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    • I know you like happy endings as much as I do, Teagan. Oh, how I loved the ending of your series that I read each time a new part came out with bated breath. What an ending, and yes, you brought happiness into it. ❤

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      • You are so kind, Pam. Thanks so very much for being such a wonderful part of the Journeys of “Dead of Winter.” Your encouragement and reviews really mean a lot to me. That story… finally publishing it after a decade, it was a big milestone for me. Big hugs.

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        • A HUGE milestone. And many of your fans, including me, hope you continue it in some way. I love the way you did the series and kept us hooked “episode” by “episode.” Brilliant.

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    • Although I write stories with light, I always include reality and “real” life into them. This tragedy of Juliana is heartrending. Mental illness is a horrible disease, and the cure is often not found for the sufferer. Thanks so much for enjoying the story, which thankfully found joy for Juliana’s mother and her daughter. ❤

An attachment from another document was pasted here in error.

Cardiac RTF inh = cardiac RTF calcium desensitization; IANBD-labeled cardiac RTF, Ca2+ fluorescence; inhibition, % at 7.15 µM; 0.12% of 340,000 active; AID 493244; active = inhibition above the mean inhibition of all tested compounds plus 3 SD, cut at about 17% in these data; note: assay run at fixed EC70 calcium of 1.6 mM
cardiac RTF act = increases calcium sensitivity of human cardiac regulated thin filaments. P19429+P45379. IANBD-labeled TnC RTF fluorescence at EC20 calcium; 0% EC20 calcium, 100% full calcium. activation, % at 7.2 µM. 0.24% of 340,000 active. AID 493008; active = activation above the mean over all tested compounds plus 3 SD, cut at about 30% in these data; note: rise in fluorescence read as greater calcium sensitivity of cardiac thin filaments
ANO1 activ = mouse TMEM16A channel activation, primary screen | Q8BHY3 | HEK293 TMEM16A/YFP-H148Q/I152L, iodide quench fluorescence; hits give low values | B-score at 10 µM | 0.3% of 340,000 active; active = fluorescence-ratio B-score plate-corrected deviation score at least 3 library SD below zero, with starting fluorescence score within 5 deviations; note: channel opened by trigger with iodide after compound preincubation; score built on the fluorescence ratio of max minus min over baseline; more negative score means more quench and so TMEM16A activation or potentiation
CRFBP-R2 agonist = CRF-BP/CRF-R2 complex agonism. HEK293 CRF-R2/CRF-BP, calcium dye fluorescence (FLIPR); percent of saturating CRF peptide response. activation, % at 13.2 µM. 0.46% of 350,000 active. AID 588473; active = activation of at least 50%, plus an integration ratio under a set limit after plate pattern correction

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  2. What a beautiful story, Pam.
    Now, I’ve got a couple questions… Petey is short for what?…I’ll say Pierrette, because…
    And Meme is pronounced how? Because here in Quebec, we would say Mémé for grandmother (MayMay)…

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    • Awww, thanks for enjoying the story. I love writing into a character’s mind (in this case, Petey’s) and seeing the world (and others) the way she does. Many thanks for reading and commenting.

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    • Truly, when I wrote this story, I didn’t know what the twist would be (or if there WOULD be a twist). But life is twisted, much like a DNA strand. The more I write, the more I understand that. THANKS for enjoying, Donna. ❤

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  3. Pingback: Oh, that happened: Aug 14 – A Silly Place

    • Thanks, Ann. I’m afraid there are many grandparents out there who never get to spend time with/or know their grandkids. I’m celebrating that, despite so many years without her granddaughter, Petey has been reunited.

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    • Truer words were never spoken!! I’m so sorry for “mature” people who decide to hide from life and hide from the new things younger generations bring to our world. We must always be engaged to have engagement. THANKS so much for stopping by and visiting.

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    • Hi Lauren. Always wonderful to see your name pop up here on my blog. THANKS for reading my flash fiction about Petey and granddaughter Melanie. Seemed quite real to me, and for some, I believe that sad scenario is. Thank goodness that it worked out in the end for “Meme.”